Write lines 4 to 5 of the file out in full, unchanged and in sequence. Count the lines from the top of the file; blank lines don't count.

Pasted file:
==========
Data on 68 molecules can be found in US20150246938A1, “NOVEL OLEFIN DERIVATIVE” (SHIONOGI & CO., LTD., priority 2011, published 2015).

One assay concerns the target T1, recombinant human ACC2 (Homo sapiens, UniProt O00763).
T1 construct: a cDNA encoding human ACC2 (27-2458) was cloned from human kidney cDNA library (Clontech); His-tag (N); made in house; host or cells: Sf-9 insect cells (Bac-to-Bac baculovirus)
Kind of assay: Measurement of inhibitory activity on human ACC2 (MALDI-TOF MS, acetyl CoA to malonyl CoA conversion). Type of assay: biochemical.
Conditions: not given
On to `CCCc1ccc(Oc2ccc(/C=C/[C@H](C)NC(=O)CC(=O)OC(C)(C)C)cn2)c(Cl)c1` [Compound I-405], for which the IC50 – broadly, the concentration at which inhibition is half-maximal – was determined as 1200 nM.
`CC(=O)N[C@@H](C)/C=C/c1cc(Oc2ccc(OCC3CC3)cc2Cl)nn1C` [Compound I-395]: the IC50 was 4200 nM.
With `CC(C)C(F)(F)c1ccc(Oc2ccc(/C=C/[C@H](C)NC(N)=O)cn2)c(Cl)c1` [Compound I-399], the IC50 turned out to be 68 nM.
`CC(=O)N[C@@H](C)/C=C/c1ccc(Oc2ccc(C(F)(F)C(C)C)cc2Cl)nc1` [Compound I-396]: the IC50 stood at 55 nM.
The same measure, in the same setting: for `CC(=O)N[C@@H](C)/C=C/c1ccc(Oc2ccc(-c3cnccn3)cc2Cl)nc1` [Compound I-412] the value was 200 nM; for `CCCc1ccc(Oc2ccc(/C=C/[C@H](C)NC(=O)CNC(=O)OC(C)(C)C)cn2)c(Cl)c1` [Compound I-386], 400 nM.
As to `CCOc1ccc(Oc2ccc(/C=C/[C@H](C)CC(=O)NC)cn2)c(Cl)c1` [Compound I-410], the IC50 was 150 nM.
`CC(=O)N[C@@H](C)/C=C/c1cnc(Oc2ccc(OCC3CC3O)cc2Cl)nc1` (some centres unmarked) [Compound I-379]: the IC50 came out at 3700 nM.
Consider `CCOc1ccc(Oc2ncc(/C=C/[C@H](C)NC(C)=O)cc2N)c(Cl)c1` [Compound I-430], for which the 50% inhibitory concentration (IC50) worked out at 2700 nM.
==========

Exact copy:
Kind of assay: Measurement of inhibitory activity on human ACC2 (MALDI-TOF MS, acetyl CoA to malonyl CoA conversion). Type of assay: biochemical.
Conditions: not given